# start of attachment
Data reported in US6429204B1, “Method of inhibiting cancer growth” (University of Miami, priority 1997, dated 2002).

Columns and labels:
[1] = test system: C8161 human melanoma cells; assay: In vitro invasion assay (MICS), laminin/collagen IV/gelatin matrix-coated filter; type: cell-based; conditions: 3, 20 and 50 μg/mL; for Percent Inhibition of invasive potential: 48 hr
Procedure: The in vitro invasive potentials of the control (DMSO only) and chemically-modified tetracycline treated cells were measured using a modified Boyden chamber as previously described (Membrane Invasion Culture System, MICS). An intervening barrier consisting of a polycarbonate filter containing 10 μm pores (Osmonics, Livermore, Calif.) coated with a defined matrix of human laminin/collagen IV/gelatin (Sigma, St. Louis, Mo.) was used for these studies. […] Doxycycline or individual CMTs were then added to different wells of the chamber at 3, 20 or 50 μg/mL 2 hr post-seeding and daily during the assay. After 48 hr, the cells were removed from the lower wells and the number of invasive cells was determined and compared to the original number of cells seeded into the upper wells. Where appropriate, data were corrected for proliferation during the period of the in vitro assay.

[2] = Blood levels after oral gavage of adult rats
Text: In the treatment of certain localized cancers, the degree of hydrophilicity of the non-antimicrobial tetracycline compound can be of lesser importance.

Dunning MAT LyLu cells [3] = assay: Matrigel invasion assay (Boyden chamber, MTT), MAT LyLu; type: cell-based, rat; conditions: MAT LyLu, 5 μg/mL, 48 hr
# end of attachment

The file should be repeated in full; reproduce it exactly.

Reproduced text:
Data reported in US6429204B1, “Method of inhibiting cancer growth” (University of Miami, priority 1997, dated 2002).

Columns and labels:
[1] = test system: C8161 human melanoma cells; assay: In vitro invasion assay (MICS), laminin/collagen IV/gelatin matrix-coated filter; type: cell-based; conditions: 3, 20 and 50 μg/mL; for Percent Inhibition of invasive potential: 48 hr
Procedure: The in vitro invasive potentials of the control (DMSO only) and chemically-modified tetracycline treated cells were measured using a modified Boyden chamber as previously described (Membrane Invasion Culture System, MICS). An intervening barrier consisting of a polycarbonate filter containing 10 μm pores (Osmonics, Livermore, Calif.) coated with a defined matrix of human laminin/collagen IV/gelatin (Sigma, St. Louis, Mo.) was used for these studies. […] Doxycycline or individual CMTs were then added to different wells of the chamber at 3, 20 or 50 μg/mL 2 hr post-seeding and daily during the assay. After 48 hr, the cells were removed from the lower wells and the number of invasive cells was determined and compared to the original number of cells seeded into the upper wells. Where appropriate, data were corrected for proliferation during the period of the in vitro assay.

[2] = Blood levels after oral gavage of adult rats
Text: In the treatment of certain localized cancers, the degree of hydrophilicity of the non-antimicrobial tetracycline compound can be of lesser importance.

Dunning MAT LyLu cells [3] = assay: Matrigel invasion assay (Boyden chamber, MTT), MAT LyLu; type: cell-based, rat; conditions: MAT LyLu, 5 μg/mL, 48 hr